While most of the governments’ established special funds such as the controversial national petroleum fund run dry, its counterpart – the Price Stabilisation Fund has not been touched since its establishment.
The fund’s custodian is the Botswana Agricultural Marketing Board (BAMB) which was established by an Act of parliament of 1974. The same act further requires the Board to establish a Stabilization Fund through a Parliamentary appropriation ÔÇô primarily to stabilize food prices.
At the current moment the Fund sits at over P9 million and it remains solid.
Minister of Agriculture Patrick Ralotsia says, “Since it was established the Price Stabilisation Fund has never been used as the need to use it has never arisen.”
This cropping season, maize is priced at P2 100.00 from P2, 400 in 2016/17 cropping season, Millet P3 000.00 same as the prior season and Sorghum P2 550.00 from P2, 700 the previous year all per tonne.
The fund has not influenced this year’s grain purchase prices in any way.
The Fund does not rely on subventions and there are no other levies that remit into the fund, as it relies on money allocated by the government and the BAMB from time to time.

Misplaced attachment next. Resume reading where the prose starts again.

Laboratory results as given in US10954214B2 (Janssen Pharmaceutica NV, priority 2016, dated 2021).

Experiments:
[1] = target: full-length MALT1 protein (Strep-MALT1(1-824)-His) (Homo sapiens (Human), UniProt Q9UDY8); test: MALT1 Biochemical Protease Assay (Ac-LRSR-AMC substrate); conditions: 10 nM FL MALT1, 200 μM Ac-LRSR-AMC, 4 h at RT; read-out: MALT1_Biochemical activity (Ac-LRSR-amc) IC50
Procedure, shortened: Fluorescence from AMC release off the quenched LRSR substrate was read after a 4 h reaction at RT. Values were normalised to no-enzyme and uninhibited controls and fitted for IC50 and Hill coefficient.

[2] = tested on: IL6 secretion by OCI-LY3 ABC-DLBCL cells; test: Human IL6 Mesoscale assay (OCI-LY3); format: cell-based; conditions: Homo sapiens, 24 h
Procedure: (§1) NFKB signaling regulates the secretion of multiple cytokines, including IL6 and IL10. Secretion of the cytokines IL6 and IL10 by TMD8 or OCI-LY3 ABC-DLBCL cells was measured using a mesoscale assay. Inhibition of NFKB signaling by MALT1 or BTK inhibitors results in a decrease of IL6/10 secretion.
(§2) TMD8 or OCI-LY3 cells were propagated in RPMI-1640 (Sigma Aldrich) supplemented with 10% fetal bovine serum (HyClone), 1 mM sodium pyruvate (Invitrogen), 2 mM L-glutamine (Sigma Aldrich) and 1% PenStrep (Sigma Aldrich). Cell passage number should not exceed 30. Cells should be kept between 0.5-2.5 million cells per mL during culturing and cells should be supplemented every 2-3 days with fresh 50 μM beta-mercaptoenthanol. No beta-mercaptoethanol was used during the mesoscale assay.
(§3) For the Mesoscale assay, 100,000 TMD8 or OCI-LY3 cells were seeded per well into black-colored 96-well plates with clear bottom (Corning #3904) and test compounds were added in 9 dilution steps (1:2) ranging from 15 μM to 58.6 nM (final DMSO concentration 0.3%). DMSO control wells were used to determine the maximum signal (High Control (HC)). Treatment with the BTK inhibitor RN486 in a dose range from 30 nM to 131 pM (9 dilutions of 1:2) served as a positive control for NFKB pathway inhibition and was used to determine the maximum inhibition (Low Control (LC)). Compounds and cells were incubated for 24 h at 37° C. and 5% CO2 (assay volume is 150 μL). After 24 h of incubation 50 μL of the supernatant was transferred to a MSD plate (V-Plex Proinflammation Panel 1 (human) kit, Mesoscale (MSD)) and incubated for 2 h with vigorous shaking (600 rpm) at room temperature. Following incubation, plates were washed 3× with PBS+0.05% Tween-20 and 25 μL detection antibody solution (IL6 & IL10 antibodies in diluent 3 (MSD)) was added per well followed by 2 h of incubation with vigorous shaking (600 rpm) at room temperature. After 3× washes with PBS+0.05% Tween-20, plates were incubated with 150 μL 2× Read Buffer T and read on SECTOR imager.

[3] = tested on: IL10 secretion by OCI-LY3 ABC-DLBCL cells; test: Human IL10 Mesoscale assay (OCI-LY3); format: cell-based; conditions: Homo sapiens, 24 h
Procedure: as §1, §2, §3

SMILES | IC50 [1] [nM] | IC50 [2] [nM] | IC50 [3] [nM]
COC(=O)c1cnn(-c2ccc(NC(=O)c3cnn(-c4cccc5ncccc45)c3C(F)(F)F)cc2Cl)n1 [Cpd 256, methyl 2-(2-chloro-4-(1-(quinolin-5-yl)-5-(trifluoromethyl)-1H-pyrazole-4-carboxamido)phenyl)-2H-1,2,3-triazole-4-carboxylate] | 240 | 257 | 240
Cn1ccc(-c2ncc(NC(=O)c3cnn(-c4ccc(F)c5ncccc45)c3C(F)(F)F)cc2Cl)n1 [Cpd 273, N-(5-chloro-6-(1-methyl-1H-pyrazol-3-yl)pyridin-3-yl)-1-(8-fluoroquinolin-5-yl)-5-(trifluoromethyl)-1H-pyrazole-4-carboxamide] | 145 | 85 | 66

The 1974 BAMB Act had set the stabilisation fund maximum limit at P1 million. However Section 15, which deals with shortfalls, reasons that should there be insufficient moneys in the stabilisation fund to meet the whole of deficiency, “then, to the extent of the shortfall, (it can be met) from the development fund”.
Ralotsia explains that stabilisation Fund is not meant to set or increase prices, however, when prices are stable there is no need to make reference to the Fund. The important thing is whether a commodity fetches its value and anything below or above that is when they are not stable.
“And also the higher the prices are, the more the food becomes inaccessible or the more the food will only be accessed by the better-off (the rich) but our principle in Botswana is everybody must access food. We need to address the efficiencies of the way we do production as farmers so that a hectare produces maximally,” Minister Ralotsia advised.
Something that farmers may rejoice is that the government has since reduced a bag of beans from P700 to P400 not because the value of a 50 kilograms bag was P700 neither is it P400 where it is. Ralotsia’s submission is that this was a deliberate inflation of the price in order to encourage farmers to produce and further attract new farmers; and “we have reached overproduction of that commodity and looking for storage.”